The Tongass National Forest is in the news again. The federal agency that manages the 17-million-acre rainforest in Southeast Alaska says that it will revise the Tongass land management plan, the document that governs activities including logging, road-building, mining, habitat restoration, and recreation.
It’s unclear to what extent the plan will be overhauled. After issuing a press release on Tuesday, no Forest Service officials were available to answer questions because of the federal government shutdown. In the release, Forest Supervisor Forrest Cole said his agency will launch a public process to identify “the timber base suitable to support a transition to young-growth management, in a way that supports the continued viability of the forest industry in Southeast Alaska, per the direction of Secretary of Agriculture Tom Vilsack.”
While the Forest Service statement is too vague to draw many conclusions, it sure sounds like the Forest Service is looking for ways to continue its money-losing old-growth logging program while trying to figure out a way to nudge the existing timber industry into using young growth – smaller trees that have grown back after clear-cut logging.
TU’s Alaska Forest Program Manager Austin Williams said it’s unfortunate that the Forest Service remains so focused on old-growth logging instead of making good on its May 2010 pledge to rapidly get out of that line of work.
“The Tongass produces more wild salmon than anywhere else in the country, and these salmon depend on in-tact watersheds that haven’t been degraded by logging and road-building. The Tongass has a backlog of $100 million in watershed restoration needs, but the Forest Service is too hung-up on logging to make a meaningful dent in the unmet restoration needs,” said Williams.
He said the agency is dragging its feet on transitioning out of old-growth logging and forcing taxpayers to foot a bill for more than $20 million per year in timber losses.
“It’s a huge waste of money for what amounts to a little more than 100 logging and milling jobs. Instead, the Forest Service should be investing in salmon and recreation, which supports more than 7,200 jobs and contributes $1 billion annually to the regional economy. The Forest Service really needs to catch up with the times.” Williams said.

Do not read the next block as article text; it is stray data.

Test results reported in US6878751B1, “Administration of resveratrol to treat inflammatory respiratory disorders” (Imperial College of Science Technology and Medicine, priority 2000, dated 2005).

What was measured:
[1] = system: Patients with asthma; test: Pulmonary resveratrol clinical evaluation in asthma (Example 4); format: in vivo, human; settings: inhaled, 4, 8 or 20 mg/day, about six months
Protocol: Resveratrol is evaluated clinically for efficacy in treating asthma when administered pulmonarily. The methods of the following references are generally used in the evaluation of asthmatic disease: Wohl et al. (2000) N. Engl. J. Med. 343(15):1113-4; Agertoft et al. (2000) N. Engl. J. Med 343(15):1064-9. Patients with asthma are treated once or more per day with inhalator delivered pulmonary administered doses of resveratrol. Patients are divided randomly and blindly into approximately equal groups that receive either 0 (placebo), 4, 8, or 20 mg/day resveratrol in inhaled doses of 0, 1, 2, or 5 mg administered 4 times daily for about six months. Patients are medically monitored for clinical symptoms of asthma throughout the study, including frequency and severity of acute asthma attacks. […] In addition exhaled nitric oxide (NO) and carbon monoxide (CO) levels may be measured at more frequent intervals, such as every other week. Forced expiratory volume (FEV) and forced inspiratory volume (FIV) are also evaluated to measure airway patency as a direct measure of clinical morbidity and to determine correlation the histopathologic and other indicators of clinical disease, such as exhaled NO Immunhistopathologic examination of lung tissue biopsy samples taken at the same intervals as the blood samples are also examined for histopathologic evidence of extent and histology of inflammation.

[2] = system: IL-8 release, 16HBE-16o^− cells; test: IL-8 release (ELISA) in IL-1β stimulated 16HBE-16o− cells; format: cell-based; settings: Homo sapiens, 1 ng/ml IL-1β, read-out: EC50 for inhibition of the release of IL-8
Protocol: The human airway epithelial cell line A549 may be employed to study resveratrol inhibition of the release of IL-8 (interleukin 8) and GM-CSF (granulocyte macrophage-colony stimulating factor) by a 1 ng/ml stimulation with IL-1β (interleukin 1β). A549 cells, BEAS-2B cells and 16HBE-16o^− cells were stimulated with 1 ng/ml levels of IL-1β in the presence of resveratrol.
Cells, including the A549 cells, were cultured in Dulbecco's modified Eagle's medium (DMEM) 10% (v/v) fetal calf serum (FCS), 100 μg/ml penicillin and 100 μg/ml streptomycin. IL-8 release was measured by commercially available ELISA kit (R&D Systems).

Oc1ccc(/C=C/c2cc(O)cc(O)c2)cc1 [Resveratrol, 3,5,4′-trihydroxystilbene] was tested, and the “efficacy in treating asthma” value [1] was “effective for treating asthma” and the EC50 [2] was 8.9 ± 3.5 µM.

Williams noted a recent study by the Southeast Conference that indicated Southeast Alaska’s economy is doing well and that the population is at a record high. The Southeast Alaska labor force increased by 1,800 jobs and earnings jumped by 10 percent over the past two years, according to the report. It noted that the top sources of private employment are fishing, tourism, construction and health care. The seafood industry – which depends on healthy forest watersheds – is Southeast Alaska’s largest source of private-sector employment earnings, accounting for 12 percent of all regional wages, and 9 percent of all employment.
“It’s ironic that the Forest Service press release doesn’t even mention the fishing and tourism industries, which are the real drivers of the regional economy. It just goes to show how out of touch with reality this agency is,” said Williams.
The Forest Service will set up a Federal Advisory Committee to work on figuring out how to modify the Tongass land management plan. The committee is expected to have its first meeting in early 2014. Trout Unlimited will seek a seat at the table.